The Broads are my
local wilderness. I love the landscape, the
wildlife and the slow waters. Under the wide skies I can be at one with nature;
re-imagine Jesus’ lakeside ministry; slow down and escape from our 24/7
lifestyle; all that’s needed to catch up with a 3 mile an hour God.
Long ago, on an island where three rivers meet, hermits established
a community. Following the example of Egyptian monks, the tidal marsh and reed
beds was their green desert! In time the community became a Benedictine monastery and, until Henry VIII’s reforms, St.
Benet’s Abbey was a powerful centre for the Christian faith. Still the abbey has a powerful attraction.
Wandering on foot or by boat, I find my eyes searching for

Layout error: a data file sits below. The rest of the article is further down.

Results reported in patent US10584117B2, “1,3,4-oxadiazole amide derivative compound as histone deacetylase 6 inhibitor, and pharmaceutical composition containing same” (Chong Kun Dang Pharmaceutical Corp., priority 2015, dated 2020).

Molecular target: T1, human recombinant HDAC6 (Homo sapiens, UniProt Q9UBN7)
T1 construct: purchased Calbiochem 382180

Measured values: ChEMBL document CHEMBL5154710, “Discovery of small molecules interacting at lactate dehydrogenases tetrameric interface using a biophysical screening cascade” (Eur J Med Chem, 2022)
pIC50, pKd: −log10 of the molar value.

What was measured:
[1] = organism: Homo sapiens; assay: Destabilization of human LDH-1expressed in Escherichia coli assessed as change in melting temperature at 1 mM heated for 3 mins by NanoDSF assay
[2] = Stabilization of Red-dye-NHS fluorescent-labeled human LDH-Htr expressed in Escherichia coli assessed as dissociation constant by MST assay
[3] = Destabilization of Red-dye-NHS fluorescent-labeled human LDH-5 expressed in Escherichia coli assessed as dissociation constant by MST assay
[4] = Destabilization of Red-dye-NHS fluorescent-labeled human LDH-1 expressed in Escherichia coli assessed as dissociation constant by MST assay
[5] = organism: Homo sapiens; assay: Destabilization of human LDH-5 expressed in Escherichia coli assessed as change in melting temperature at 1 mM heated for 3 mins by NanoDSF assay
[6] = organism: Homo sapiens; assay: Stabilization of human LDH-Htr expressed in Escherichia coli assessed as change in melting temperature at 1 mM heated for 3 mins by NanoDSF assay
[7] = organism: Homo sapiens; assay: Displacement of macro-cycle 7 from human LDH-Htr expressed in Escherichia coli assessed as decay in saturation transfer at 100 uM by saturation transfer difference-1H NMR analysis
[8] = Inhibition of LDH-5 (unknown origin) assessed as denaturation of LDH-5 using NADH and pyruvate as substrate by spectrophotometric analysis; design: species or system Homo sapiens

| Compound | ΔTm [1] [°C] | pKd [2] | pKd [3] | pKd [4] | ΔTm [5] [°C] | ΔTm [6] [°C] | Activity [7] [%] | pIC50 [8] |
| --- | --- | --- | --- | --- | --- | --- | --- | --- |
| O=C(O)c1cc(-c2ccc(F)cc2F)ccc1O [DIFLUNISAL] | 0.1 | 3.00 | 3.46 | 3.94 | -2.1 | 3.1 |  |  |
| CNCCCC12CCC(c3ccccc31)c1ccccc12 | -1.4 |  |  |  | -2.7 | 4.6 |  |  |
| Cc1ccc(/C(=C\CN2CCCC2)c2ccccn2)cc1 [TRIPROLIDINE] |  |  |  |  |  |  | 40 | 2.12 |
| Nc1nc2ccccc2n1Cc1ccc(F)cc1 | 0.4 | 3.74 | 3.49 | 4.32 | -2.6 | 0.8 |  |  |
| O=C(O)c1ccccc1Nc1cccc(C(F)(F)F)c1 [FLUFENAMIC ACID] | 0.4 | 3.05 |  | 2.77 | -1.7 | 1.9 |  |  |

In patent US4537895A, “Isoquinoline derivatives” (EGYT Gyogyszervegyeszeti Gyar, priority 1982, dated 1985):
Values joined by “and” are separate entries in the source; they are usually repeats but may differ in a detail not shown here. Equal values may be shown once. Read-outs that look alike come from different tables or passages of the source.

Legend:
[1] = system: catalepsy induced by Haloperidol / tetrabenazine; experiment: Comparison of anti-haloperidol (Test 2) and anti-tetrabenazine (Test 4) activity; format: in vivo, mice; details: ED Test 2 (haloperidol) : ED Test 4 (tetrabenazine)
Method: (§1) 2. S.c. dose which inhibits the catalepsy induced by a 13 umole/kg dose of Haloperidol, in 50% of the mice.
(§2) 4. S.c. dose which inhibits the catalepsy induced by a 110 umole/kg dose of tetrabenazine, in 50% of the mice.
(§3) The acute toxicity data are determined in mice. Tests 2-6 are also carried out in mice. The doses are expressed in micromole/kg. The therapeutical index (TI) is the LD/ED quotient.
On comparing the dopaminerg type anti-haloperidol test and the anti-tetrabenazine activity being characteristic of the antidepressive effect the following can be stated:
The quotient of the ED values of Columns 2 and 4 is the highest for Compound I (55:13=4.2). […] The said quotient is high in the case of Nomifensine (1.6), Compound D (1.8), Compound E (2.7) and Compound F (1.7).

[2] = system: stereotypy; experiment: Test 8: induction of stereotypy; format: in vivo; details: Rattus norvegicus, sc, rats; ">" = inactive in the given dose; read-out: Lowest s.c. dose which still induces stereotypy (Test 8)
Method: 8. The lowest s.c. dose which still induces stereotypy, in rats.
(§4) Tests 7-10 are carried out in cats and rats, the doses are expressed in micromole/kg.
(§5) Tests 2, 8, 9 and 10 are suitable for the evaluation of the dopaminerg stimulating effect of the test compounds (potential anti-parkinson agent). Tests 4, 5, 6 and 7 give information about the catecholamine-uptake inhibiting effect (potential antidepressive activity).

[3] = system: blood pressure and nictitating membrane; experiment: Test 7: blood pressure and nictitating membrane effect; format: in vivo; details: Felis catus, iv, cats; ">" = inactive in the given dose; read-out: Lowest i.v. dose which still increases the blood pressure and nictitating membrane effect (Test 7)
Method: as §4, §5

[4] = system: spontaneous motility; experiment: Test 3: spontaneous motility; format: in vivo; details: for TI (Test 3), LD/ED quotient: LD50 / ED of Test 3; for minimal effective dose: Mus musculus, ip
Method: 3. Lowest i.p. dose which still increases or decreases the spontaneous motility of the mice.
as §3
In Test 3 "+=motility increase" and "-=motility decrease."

the familiar outlines of its ruined gate-house and scanning higher ground to catch
sight of church towers on the horizon. Higher
than most is the one they call The
Cathedral of the Broads - St. Helen’s, Ranworth
Visitors are invited to climb “89 spiral steps and two ladders” to see…
Traffic! It felt I’d been tailgated every mile of the way -
aggressive drivers in my rear view mirror and almost in my boot, pushing me to
go faster! Finally, at journeys end I parked by Moreston Creek and let the
tension drain out of me. It is a sort of
lands end! The North Pole is 2222 miles away and ,
apart from Blakeney Point, there’s nothing in between but sea and ice!
I thought I’d join holiday makers as they went out to see
the seals but when I’d arrived early the ferry still sat firmly on the bottom. Round about it long billed waders delved the
rich mud and a Little Egret stalked its
prey in the shallows pools. The liquid
trill of a Curlew’s call carried on the and on high Larks sang their hearts
Soon a trickle, had turned into a stream of water pushing into
the creek , lifting the grounded vessels and turning their bows to the flood.
With that the ferrymen quickly got their passengers aboard and we were
manoeuvring between the muddy banks and an honour guard of O…